Finding that your servant, Peter Povey, newly arrived "upon
the decease of that worthy gentleman Sir Philip Sydney" was
as suddenly dispatched by my lord of Leicester, I had as little
time to write to you of the state of things here as I have had
leisure to inform myself thereof. I see that my lord means to
return with all expedition into England, and for the better
settling of the government in his absence, now travails with all
earnestness in Council (whereunto I am now admitted, by her
Majesty's direction) and will, in a few days go to the Hague to
deal with the States General for the establishing of a governor
in his absence, "or rather two, one for the policy and another for
the wars. I find him affected chiefly to the Lord Marshal to
take the charge of the wars, and as I suppose will refer the chief
of a politic to the States.
"My arrival is not so grateful here as was expected, albeit
for mine own part I am not deceived therein, foreknowing these
men." Nevertheless I beseech your honour to defend my poor
credit in my absence, which I am sure "will be oppugned with
all violence at the return of his Excellency to the Court."—
Utrecht, 26 October, 1586.
Add. Endd. 1¼ pp. [Holland X. 83.]
Acquittance from Richard Huddilston to Thomas Wilkes Esq.
for 20,000l. of her Majesty's treasure, for pay of her forces and
garrisons. Signed and sealed in presence of Benedict Grove and
Symon Wyllis, on Oct. 28, in the 28th year of her Majesty's
Endd. 1 p. [Ibid. X. 84.]
HUDDILSTON to BURGHLEY.
I had long since dispatched a man to your Lordship with such
instructions as I thought needful, both for the answer of your
letter requiring an estimate, as also to solicit you for money to
pay our companies going into garrisons ; but hearing that Mr.
Wilkes was coming with money to be delivered to Sir Thos.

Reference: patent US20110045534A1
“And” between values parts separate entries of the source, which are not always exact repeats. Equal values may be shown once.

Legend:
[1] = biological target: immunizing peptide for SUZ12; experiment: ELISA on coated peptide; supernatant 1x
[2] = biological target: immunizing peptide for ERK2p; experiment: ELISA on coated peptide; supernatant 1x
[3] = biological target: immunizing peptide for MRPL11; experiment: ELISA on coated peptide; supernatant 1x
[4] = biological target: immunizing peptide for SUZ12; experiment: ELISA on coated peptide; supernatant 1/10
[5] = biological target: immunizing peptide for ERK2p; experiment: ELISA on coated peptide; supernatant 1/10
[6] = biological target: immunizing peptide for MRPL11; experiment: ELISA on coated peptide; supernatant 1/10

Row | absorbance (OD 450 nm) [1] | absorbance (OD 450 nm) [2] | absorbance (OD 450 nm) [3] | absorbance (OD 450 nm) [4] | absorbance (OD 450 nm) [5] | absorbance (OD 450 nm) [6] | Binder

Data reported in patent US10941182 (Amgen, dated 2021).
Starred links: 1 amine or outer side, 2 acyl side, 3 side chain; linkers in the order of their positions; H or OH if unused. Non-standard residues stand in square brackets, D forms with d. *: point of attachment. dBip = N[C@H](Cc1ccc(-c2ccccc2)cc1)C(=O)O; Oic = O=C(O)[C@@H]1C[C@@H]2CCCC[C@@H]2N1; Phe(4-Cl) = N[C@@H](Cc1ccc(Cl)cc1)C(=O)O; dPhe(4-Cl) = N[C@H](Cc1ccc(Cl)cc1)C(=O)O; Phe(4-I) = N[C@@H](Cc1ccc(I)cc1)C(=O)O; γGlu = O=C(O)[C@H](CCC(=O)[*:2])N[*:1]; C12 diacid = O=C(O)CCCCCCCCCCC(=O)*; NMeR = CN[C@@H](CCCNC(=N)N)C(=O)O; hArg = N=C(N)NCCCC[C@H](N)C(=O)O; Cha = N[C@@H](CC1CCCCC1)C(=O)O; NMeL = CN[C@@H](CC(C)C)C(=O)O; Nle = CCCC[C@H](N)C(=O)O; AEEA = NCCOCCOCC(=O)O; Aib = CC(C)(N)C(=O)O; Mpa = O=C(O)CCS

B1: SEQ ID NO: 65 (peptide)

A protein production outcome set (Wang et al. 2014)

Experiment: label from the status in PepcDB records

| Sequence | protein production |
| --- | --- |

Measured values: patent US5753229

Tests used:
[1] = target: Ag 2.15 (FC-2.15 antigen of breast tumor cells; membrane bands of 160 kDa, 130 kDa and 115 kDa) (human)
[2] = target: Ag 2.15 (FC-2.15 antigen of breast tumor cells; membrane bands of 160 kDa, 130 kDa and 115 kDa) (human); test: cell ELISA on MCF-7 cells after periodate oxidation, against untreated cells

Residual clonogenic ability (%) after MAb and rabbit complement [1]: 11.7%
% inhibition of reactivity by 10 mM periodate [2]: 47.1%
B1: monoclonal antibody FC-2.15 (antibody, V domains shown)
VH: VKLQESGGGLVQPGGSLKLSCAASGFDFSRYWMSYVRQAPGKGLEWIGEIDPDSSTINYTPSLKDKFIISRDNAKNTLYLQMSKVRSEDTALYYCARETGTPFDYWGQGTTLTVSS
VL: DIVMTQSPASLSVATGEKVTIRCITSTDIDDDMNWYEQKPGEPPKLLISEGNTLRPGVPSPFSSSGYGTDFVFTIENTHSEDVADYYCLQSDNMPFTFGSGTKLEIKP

Shirley, I stayed my servant, supposing I should myself satisfy
you time enough, and that the speedy sending of the estimate
would be needless when the treasure was already on its way.
When I found the money was to be delivered to myself I was
sorry I had altered my purpose fearing you might condemn me
as negligent in my duty.
The money imprested by my Lord in the camp to those in the
States' pay, being about 3300l. is repaid, and disbursed again to
those in her Majesty's pay.
The 5000l. received in May from the Merchants Adventurers
by my Lord's servant, Mr. Cholmley, and charged on my receipt
as parcel of the 45,000l. is now at last brought over in account.
That paid out of the Exchequer to Sir William Stanley, Lord
Awdley and others, charged on the same is not yet repaid, but
I have defalked the 100l. delivered to Capt. Banister.
Of the money due by the States for the time of Sir John Norreys
only 300l. is repaid, "not without great charge to myself in
attendance for the same," so that if the rest is as chargeable to
come by, the Treasurer will be driven "to an extraordinary
course of petition for support of that charge."
The money disbursed to the lances hitherto "standeth only
as imprested." Sir Thos. Cecil's cornet of fifty lances is fully